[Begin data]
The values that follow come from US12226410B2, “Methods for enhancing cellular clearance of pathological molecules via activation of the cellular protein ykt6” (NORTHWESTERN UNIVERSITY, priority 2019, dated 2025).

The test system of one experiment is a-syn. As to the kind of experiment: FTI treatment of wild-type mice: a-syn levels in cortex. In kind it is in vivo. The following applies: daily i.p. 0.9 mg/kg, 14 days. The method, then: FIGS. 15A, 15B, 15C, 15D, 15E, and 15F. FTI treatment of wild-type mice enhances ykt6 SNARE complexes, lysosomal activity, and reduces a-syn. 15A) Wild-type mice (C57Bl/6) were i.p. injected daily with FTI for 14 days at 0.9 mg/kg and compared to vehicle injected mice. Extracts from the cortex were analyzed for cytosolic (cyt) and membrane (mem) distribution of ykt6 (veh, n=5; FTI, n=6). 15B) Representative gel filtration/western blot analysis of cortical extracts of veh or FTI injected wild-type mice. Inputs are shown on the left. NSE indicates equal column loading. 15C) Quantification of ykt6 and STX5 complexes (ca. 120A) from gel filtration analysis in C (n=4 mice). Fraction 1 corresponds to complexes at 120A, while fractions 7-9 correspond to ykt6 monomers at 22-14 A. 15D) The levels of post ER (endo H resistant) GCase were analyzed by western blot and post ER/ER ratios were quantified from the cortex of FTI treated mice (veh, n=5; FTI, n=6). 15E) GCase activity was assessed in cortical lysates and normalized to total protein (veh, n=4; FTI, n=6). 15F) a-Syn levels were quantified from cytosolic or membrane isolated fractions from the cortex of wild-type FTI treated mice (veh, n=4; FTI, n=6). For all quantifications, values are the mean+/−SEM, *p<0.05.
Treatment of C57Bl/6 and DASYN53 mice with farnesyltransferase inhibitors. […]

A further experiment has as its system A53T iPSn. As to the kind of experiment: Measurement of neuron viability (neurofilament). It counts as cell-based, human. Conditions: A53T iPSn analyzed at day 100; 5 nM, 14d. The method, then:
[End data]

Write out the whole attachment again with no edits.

The values that follow come from US12226410B2, “Methods for enhancing cellular clearance of pathological molecules via activation of the cellular protein ykt6” (NORTHWESTERN UNIVERSITY, priority 2019, dated 2025).

The test system of one experiment is a-syn. As to the kind of experiment: FTI treatment of wild-type mice: a-syn levels in cortex. In kind it is in vivo. The following applies: daily i.p. 0.9 mg/kg, 14 days. The method, then: FIGS. 15A, 15B, 15C, 15D, 15E, and 15F. FTI treatment of wild-type mice enhances ykt6 SNARE complexes, lysosomal activity, and reduces a-syn. 15A) Wild-type mice (C57Bl/6) were i.p. injected daily with FTI for 14 days at 0.9 mg/kg and compared to vehicle injected mice. Extracts from the cortex were analyzed for cytosolic (cyt) and membrane (mem) distribution of ykt6 (veh, n=5; FTI, n=6). 15B) Representative gel filtration/western blot analysis of cortical extracts of veh or FTI injected wild-type mice. Inputs are shown on the left. NSE indicates equal column loading. 15C) Quantification of ykt6 and STX5 complexes (ca. 120A) from gel filtration analysis in C (n=4 mice). Fraction 1 corresponds to complexes at 120A, while fractions 7-9 correspond to ykt6 monomers at 22-14 A. 15D) The levels of post ER (endo H resistant) GCase were analyzed by western blot and post ER/ER ratios were quantified from the cortex of FTI treated mice (veh, n=5; FTI, n=6). 15E) GCase activity was assessed in cortical lysates and normalized to total protein (veh, n=4; FTI, n=6). 15F) a-Syn levels were quantified from cytosolic or membrane isolated fractions from the cortex of wild-type FTI treated mice (veh, n=4; FTI, n=6). For all quantifications, values are the mean+/−SEM, *p<0.05.
Treatment of C57Bl/6 and DASYN53 mice with farnesyltransferase inhibitors. […]

A further experiment has as its system A53T iPSn. As to the kind of experiment: Measurement of neuron viability (neurofilament). It counts as cell-based, human. Conditions: A53T iPSn analyzed at day 100; 5 nM, 14d. The method, then: